Oregon v. Ryan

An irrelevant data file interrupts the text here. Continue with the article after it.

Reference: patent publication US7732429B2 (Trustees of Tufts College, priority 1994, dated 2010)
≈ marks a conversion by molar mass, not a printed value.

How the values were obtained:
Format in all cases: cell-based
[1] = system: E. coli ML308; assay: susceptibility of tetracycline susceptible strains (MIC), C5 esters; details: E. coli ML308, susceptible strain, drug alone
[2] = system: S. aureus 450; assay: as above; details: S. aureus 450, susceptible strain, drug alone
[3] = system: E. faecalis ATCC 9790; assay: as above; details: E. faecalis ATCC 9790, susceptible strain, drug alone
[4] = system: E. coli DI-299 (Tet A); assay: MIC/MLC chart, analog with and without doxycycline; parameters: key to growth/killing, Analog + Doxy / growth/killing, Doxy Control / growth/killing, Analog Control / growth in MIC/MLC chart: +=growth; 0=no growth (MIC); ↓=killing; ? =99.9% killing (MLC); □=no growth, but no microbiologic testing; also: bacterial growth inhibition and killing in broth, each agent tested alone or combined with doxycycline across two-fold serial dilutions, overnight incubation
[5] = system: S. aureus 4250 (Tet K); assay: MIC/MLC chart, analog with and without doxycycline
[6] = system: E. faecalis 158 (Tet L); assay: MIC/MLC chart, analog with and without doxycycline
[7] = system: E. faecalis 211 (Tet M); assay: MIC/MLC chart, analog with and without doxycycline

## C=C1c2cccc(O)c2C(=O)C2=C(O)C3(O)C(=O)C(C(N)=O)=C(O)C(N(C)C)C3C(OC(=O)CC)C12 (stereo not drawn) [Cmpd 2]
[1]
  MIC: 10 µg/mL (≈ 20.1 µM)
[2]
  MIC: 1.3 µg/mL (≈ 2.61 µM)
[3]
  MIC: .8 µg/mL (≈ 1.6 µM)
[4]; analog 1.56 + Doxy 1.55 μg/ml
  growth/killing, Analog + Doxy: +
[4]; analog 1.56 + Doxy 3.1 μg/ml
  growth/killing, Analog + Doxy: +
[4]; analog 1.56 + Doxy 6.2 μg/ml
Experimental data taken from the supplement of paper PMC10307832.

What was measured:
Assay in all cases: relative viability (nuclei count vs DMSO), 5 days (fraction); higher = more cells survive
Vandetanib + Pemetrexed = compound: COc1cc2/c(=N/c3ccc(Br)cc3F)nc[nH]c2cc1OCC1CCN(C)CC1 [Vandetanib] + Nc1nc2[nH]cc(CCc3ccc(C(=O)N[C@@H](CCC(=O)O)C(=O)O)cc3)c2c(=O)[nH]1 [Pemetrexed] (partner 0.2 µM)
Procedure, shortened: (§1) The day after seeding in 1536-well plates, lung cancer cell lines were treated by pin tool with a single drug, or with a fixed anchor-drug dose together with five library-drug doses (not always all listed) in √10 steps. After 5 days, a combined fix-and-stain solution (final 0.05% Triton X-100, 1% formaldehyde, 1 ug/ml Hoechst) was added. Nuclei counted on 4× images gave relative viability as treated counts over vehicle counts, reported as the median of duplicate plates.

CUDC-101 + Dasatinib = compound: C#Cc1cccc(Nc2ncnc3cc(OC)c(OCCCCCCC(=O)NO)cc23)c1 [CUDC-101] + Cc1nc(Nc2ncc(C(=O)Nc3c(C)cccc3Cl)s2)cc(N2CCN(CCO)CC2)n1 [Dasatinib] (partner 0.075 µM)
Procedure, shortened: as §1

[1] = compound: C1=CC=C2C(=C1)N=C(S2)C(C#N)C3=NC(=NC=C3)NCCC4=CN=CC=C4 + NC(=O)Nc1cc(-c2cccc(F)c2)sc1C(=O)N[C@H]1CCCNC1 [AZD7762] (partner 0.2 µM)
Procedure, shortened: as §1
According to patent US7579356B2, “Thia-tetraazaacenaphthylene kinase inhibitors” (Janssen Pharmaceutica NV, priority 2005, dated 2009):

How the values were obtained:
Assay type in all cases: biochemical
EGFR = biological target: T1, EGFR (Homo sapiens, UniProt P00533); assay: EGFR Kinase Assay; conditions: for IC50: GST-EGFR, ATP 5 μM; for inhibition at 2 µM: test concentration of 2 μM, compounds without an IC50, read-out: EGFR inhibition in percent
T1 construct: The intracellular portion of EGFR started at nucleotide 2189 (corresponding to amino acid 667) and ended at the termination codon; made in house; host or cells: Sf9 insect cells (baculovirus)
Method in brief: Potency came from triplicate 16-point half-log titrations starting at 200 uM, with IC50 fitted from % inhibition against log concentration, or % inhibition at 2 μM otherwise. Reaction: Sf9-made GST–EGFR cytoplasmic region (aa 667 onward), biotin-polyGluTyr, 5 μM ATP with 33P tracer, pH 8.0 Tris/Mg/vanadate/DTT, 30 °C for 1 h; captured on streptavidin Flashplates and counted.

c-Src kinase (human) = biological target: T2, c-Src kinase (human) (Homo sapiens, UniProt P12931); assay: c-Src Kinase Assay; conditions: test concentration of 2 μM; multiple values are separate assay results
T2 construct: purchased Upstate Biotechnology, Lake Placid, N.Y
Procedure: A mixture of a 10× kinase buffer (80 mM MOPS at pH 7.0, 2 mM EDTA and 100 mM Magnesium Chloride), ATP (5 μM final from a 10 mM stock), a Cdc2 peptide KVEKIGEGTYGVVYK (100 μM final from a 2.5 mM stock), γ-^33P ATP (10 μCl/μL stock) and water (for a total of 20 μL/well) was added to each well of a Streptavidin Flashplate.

Defendant, who was intellectually disabled, made an as-applied challenge to his 75-month mandatory minimum prison sentence for first-degree sexual abuse, on the ground that it violates Article I, section 16, of the Oregon Constitution, and the Eighth Amendment to the United States Constitution, which prohibit sentences that are disproportionate to the offense for which they are imposed. The trial court noted that defendant was intellectually disabled, but the court did not indicate that it had considered that factor in its proportionality analysis, and the court ruled that it lacked authority to consider the availability of rehabilitative treatment for defendant in a nonincarcerative setting, unless it first could conclude that the prison term mandated by ORS 137.700(2)(a)(P) (“Measure 11”) was disproportionate. The court concluded that the Measure 11 sentence was not disproportionate. The Court of Appeals affirmed without opinion. The Oregon Supreme Court concluded the trial court erred when it compared the gravity of defendant’s offense and the severity of the Measure 11 sentence, because the court failed to consider evidence of defendant’s intellectual disability when that evidence, if credited, would establish that the sentence would be arguably unconstitutional because it shows that defendant’s age-specific intellectual capacity fell below the minimum age level of criminal responsibility for a child. However, the Court declined to consider defendant’s argument on review that the availability of rehabilitative treatment was relevant to the gravity of his offense, because defendant failed to adequately develop that argument within the context of this court’s analytical framework for proportionality challenges under Article I, section 16. View "Oregon v. Ryan" on Justia Law